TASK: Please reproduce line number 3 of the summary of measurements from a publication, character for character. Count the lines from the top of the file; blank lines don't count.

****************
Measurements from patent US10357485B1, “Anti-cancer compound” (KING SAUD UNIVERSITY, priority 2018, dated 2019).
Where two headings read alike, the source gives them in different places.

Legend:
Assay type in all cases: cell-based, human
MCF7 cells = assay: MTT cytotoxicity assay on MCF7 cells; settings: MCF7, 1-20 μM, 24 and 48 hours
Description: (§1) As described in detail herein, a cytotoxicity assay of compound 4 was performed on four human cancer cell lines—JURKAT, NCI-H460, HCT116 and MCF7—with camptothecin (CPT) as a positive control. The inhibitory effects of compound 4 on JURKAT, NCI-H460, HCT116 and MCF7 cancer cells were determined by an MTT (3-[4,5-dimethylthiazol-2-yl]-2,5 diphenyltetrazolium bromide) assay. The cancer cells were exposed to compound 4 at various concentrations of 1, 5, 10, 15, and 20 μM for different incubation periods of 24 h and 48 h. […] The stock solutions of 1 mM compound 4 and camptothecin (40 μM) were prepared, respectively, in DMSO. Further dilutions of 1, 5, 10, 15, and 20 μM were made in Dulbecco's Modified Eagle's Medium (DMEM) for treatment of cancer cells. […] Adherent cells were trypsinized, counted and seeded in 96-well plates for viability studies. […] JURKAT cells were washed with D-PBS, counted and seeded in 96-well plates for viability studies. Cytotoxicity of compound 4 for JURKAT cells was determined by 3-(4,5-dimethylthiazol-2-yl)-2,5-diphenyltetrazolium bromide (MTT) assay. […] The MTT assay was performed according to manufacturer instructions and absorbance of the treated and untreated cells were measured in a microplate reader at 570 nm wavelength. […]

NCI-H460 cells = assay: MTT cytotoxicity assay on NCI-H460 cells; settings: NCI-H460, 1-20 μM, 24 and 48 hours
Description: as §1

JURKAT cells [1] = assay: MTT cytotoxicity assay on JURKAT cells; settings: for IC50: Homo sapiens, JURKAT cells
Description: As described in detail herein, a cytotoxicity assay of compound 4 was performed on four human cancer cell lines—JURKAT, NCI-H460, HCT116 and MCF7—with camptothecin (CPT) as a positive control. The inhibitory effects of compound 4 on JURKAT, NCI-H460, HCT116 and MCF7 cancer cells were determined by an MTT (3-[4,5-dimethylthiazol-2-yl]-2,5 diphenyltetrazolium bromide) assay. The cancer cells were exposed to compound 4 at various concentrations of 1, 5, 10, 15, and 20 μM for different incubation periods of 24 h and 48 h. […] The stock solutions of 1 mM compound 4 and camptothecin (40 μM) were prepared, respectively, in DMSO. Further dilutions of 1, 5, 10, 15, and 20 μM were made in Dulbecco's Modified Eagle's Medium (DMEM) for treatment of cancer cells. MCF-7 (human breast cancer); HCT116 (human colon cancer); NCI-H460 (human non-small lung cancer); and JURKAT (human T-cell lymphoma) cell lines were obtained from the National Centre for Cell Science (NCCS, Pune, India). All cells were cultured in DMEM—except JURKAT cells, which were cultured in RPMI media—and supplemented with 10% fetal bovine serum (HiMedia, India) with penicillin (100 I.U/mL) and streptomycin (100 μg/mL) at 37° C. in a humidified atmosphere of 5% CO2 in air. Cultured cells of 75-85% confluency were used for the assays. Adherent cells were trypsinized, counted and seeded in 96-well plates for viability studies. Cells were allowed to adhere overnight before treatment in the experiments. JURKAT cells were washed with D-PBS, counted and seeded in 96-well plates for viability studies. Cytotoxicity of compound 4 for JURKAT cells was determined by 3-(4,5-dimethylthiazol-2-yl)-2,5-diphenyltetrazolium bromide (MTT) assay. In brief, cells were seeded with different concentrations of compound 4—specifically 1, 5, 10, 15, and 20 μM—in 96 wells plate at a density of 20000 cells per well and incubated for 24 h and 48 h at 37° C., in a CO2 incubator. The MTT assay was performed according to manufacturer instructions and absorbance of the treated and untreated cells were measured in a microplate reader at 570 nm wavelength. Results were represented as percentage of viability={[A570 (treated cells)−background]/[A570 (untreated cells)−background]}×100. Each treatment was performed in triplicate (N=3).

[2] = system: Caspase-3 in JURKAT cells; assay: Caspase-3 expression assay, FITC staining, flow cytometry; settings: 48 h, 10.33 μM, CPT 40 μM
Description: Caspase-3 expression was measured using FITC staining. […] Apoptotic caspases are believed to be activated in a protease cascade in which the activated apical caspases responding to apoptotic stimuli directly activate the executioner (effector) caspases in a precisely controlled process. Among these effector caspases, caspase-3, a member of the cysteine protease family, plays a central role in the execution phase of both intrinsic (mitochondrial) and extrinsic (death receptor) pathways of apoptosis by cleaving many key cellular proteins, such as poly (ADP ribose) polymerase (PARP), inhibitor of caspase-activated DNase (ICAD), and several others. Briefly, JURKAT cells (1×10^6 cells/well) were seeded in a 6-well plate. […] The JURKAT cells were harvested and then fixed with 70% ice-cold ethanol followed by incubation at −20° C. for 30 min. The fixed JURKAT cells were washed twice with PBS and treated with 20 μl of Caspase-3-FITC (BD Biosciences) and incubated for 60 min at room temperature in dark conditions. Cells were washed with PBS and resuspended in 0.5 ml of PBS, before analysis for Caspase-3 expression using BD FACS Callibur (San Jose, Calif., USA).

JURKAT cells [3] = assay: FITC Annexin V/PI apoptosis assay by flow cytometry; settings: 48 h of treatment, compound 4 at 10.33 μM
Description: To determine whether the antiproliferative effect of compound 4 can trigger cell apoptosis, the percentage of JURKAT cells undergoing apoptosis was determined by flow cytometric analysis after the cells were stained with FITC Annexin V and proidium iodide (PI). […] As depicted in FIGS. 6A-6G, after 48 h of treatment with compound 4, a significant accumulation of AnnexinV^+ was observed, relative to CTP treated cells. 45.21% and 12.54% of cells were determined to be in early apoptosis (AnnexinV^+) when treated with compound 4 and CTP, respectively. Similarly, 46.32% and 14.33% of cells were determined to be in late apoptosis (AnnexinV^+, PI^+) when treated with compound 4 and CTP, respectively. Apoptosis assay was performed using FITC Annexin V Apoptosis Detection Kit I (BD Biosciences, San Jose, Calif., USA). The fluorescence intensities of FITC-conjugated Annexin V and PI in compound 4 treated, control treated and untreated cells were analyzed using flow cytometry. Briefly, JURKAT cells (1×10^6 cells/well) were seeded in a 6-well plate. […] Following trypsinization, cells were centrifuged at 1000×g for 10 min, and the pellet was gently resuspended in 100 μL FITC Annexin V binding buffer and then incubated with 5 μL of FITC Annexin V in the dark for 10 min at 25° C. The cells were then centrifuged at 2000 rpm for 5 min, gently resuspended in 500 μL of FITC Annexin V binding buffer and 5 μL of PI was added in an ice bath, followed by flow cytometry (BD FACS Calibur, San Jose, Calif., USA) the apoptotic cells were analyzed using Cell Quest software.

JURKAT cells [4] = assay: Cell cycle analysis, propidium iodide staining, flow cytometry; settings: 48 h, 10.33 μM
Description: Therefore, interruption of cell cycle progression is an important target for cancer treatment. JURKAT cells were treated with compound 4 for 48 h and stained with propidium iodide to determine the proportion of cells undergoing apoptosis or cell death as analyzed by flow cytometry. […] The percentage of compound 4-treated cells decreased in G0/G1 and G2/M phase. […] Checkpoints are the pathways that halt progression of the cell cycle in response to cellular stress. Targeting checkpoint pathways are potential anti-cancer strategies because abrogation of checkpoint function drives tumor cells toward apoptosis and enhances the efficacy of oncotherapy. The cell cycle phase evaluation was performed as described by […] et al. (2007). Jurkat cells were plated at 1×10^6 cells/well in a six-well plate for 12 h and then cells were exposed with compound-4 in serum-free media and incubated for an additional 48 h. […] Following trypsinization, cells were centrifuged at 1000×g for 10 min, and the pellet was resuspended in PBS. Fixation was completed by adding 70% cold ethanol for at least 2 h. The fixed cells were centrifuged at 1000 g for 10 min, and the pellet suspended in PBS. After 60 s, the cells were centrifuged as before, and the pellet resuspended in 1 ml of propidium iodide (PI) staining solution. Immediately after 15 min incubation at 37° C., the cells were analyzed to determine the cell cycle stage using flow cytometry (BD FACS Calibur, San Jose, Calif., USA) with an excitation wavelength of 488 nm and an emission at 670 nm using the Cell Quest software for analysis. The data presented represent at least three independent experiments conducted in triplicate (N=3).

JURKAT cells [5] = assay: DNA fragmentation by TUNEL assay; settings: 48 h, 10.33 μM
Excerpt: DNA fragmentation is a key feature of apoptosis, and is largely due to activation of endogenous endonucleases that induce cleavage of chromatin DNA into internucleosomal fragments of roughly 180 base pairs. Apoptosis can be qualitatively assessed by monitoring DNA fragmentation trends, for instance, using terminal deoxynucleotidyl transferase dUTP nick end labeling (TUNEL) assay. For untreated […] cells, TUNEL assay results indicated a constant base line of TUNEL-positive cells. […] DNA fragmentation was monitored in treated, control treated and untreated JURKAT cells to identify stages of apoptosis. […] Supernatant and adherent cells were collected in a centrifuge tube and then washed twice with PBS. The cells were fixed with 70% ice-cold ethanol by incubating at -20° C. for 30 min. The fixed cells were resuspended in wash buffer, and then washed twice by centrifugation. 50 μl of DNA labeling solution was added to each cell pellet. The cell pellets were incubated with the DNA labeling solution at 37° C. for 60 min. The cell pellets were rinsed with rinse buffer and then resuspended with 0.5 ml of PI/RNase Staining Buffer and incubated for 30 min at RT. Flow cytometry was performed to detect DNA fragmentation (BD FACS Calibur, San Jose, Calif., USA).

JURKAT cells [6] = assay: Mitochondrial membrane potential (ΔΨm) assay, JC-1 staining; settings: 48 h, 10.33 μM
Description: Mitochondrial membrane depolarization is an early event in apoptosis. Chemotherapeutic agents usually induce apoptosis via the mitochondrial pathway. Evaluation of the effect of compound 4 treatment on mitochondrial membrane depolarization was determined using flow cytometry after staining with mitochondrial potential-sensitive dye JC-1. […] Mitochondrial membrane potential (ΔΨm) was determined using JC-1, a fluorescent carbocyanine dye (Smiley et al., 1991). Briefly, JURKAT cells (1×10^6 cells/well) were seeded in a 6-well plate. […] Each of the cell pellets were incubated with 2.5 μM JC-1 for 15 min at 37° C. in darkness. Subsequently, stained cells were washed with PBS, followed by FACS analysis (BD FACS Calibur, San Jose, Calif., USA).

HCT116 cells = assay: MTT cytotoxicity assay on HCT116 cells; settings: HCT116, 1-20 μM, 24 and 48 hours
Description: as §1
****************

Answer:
Legend: